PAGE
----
As I reflect upon the BFG web framework and this book by Chris to document it, I keep coming back to the same word. Certainly the conventional wisdom is clear: “Don’t we have too many web frameworks, paired with outdated books?” Yes we do, but to the contrary and for that very reason, we are fortunate to have this book and this framework.
Chris McDonough first came to work with us at Digital Creations almost a decade ago, just after there existed a Zope. We were all pioneers: the first open source application server, one of the first open source web companies to get serious investment, and entrants in nearly every book and article about the open source space. Zope wasn’t just a unique business model, though. It really was, as quoted at the time, one of the places where open source delivered fresh ideas in design and architecture.
Then a decade happened. Bubbles burst and the new new thing became the old new thing, many times in succession. All of us changed jobs, worked on a variety of endeavors, and big dreams yielded to small realities. Somehow, though the trajectory was unforeseen, we have orbited back to the same spot. Older, wiser, but with similar ideas and familiar faces. Back to dream again.
We are fortunate to have BFG. It really does carve out a unique spot in the Python web frameworks landscape. It permits the core good ideas from Zope, while not requiring them. Moreover, the reason you’ll love it has less to do with Zope and more to do with the old fashioned stuff:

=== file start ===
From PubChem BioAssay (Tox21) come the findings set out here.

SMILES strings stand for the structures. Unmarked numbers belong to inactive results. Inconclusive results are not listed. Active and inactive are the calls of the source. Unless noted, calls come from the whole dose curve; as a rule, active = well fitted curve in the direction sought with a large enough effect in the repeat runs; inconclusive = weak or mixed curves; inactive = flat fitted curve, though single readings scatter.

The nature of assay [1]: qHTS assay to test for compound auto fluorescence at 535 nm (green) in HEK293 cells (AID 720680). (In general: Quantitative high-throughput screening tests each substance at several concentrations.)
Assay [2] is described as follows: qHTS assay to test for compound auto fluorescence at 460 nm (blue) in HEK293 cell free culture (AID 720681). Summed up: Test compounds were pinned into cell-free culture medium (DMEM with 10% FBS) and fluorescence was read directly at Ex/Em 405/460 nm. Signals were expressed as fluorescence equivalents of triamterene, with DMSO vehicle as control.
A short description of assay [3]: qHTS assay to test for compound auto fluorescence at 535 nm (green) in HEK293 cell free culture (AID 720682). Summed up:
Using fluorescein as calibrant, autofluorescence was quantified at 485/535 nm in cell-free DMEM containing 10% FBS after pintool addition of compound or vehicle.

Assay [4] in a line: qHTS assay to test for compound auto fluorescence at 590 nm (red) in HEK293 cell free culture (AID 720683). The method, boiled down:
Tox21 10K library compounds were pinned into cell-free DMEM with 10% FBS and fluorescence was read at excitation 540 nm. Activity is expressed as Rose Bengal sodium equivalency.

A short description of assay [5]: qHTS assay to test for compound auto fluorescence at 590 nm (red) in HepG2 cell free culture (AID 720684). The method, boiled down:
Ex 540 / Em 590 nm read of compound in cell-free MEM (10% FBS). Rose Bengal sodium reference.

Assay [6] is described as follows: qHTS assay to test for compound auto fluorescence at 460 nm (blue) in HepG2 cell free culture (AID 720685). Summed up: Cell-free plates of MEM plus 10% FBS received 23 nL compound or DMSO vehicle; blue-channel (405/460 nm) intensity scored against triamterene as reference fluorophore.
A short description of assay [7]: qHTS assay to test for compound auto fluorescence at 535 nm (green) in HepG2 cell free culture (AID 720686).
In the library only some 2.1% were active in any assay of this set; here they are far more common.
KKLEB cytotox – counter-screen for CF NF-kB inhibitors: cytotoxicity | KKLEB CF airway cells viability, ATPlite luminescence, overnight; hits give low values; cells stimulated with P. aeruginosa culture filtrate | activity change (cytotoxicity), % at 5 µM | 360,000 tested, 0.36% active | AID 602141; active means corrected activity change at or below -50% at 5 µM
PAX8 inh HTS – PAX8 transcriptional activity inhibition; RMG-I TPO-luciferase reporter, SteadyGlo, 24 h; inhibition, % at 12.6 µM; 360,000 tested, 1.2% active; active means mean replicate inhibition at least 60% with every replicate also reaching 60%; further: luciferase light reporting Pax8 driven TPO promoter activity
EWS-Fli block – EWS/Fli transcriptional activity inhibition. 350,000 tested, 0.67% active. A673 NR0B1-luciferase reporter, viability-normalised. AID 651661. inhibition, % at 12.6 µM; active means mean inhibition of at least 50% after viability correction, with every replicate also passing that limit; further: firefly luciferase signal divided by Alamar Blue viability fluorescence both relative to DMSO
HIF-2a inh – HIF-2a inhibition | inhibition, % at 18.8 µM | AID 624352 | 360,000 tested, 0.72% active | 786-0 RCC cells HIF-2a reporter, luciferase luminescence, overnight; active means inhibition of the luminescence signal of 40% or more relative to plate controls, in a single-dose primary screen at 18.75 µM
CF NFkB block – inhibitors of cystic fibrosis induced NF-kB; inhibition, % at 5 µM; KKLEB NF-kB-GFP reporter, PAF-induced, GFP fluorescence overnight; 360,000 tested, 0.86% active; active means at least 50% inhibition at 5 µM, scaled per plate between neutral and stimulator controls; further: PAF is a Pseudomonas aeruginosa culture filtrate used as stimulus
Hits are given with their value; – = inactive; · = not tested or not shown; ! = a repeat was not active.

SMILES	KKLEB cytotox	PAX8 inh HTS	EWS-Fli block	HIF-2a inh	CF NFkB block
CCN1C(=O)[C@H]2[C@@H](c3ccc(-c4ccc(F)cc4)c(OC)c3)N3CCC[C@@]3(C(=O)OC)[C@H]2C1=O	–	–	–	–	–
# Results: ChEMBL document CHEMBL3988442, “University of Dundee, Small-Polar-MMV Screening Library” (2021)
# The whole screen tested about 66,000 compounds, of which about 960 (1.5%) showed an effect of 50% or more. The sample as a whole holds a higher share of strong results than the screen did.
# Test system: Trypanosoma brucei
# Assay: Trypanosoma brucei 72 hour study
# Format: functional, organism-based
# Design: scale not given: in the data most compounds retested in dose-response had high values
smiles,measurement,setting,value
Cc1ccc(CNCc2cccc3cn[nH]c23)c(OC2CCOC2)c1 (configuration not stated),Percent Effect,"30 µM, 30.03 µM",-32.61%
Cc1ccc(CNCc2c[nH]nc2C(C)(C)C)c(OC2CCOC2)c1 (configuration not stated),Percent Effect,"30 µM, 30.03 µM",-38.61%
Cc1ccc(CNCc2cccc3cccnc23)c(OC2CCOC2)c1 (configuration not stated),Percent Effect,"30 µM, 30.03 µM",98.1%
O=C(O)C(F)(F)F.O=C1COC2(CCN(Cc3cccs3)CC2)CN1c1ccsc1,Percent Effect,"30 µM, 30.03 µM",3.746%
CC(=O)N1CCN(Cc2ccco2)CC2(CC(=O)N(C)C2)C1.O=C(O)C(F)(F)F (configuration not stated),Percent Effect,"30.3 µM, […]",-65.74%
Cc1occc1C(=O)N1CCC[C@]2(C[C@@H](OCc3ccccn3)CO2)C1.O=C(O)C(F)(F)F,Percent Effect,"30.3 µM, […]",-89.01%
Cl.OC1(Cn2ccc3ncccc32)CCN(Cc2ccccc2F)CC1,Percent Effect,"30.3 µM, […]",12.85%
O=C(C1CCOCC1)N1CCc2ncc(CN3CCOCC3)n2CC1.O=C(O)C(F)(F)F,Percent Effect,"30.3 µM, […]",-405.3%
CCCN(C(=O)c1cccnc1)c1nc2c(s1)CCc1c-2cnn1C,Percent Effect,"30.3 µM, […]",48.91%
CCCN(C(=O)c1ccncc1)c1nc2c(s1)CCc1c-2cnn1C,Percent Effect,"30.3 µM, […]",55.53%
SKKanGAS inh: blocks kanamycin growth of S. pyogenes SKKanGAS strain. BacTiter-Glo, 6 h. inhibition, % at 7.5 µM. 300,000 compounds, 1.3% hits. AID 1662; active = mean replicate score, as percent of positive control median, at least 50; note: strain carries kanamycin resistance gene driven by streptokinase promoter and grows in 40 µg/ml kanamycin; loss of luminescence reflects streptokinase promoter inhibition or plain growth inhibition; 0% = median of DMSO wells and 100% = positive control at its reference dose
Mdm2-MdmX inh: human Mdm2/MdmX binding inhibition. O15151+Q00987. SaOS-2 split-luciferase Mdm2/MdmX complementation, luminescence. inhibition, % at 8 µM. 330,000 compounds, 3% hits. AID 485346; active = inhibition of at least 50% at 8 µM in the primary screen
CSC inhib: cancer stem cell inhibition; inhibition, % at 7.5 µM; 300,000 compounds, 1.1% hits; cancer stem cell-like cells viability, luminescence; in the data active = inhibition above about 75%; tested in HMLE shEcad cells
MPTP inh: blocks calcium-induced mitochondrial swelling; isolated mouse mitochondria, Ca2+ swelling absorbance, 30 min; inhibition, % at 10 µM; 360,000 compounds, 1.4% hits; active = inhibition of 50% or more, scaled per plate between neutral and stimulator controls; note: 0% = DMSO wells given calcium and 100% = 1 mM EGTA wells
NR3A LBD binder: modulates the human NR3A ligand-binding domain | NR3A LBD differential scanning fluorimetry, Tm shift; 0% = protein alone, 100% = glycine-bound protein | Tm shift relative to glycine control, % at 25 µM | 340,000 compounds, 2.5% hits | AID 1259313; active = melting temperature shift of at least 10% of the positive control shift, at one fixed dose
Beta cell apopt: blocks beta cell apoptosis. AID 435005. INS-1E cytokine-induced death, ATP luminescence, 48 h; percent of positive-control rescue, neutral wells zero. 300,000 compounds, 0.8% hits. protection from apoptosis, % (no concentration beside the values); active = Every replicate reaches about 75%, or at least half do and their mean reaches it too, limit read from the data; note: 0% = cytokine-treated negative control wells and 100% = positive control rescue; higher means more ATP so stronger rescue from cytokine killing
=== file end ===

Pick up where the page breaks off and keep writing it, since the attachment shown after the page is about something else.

For those of us from the Zope world, BFG permits our still-unique ideas while teleporting us into the modern world of Python web programming. It is fascinating, liberating, and rejuvenating. We are able to cast off old sins and legitimately reclaim the title of best damn game in town. Quite a coup: whether you considered Zope but turned away, or became an adopter, you’ll find BFG the new new new thing.
We are also fortunate to have this book. We never had such a resource in Zope, even though we funded the writing of the first book a decade ago. In retrospect, the answer is obvious: a second group tried to retrofit a book onto code created by the first group. The true magic in BFG is that the top-notch documentation is written by the same person as the top-notch code, a person with equal passion and commitment to both. Rarely are we so fortunate.
Which brings us to the final point. We are fortunate to have Chris. I personally consider myself lucky to have worked with him and to be his friend this past decade. He has changed my thinking in numerous ways, fundamentally improving the way I view many things. He’s the best person I know in the world of open source, and I get to be in business with him. Fortunate indeed.
I very much hope you enjoy this book and get involved with BFG. We use it for applications as small as “hello world” demos up to scalable, re-usable, half-a-million-dollar projects. May you find BFG, and the book, to be a high-quality, honest, and durable framework choice for your work as well.